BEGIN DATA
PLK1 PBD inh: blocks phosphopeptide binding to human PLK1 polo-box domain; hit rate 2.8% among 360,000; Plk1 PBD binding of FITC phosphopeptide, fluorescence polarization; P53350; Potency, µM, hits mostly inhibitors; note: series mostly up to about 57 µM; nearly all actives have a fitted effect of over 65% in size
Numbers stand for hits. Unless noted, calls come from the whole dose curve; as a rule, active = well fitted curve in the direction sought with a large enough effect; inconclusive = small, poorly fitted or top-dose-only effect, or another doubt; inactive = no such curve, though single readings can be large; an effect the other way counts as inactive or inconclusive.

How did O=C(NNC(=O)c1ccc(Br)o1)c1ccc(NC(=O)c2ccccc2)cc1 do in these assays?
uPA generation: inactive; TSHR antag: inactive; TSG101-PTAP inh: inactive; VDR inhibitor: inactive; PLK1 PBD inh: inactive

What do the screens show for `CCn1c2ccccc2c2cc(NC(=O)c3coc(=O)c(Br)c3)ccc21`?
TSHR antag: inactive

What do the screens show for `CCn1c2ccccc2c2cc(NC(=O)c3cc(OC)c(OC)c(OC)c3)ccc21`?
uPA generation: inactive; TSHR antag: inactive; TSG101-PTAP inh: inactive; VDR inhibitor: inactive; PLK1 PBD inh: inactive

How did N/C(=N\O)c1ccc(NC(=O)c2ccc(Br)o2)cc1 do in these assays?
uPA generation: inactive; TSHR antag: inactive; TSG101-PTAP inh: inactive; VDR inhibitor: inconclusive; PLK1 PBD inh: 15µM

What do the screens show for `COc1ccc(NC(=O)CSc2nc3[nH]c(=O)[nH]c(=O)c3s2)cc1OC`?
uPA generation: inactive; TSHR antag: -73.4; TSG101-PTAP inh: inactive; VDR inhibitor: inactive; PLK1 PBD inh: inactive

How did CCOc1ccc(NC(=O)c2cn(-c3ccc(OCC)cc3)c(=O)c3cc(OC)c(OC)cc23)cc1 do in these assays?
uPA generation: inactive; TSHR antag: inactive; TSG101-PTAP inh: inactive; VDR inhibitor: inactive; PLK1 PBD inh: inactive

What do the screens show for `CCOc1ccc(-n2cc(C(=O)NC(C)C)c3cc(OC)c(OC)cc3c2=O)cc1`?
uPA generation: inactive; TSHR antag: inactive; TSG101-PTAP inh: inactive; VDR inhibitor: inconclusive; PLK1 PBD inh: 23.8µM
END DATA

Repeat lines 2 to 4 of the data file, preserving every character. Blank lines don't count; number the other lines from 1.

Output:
Numbers stand for hits. Unless noted, calls come from the whole dose curve; as a rule, active = well fitted curve in the direction sought with a large enough effect; inconclusive = small, poorly fitted or top-dose-only effect, or another doubt; inactive = no such curve, though single readings can be large; an effect the other way counts as inactive or inconclusive.

How did O=C(NNC(=O)c1ccc(Br)o1)c1ccc(NC(=O)c2ccccc2)cc1 do in these assays?
uPA generation: inactive; TSHR antag: inactive; TSG101-PTAP inh: inactive; VDR inhibitor: inactive; PLK1 PBD inh: inactive